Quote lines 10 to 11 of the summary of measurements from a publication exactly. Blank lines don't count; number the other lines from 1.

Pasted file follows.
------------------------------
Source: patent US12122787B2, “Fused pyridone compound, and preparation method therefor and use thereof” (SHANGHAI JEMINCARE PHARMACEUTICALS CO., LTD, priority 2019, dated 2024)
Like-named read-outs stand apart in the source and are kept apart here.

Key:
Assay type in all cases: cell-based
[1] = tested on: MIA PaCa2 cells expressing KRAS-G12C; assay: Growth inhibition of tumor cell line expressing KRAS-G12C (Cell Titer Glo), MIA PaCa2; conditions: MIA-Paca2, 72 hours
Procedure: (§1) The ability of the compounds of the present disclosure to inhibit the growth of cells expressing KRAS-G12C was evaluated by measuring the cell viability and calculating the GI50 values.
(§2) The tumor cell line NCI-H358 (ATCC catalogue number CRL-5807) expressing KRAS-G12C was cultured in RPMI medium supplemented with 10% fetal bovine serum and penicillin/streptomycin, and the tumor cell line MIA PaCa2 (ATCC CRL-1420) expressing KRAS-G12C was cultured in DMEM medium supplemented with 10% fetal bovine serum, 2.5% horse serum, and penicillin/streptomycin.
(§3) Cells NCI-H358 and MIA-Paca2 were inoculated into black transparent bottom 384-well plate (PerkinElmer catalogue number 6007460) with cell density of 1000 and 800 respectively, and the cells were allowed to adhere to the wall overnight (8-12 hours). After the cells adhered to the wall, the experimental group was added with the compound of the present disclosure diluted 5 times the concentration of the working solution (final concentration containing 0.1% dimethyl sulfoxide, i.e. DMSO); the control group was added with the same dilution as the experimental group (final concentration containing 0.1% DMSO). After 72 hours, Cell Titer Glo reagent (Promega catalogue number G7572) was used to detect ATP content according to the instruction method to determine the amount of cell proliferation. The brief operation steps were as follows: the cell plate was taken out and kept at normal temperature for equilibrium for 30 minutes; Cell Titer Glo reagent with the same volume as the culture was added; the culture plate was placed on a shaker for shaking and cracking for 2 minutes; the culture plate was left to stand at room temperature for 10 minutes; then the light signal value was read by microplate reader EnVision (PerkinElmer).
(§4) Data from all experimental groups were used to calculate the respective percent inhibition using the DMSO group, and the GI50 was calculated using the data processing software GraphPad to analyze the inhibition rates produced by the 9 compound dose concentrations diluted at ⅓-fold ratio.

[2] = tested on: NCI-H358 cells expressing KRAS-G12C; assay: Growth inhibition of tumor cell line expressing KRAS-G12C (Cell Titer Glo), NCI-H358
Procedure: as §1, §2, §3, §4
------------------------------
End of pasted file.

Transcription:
[2] = tested on: NCI-H358 cells expressing KRAS-G12C; assay: Growth inhibition of tumor cell line expressing KRAS-G12C (Cell Titer Glo), NCI-H358
Procedure: as §1, §2, §3, §4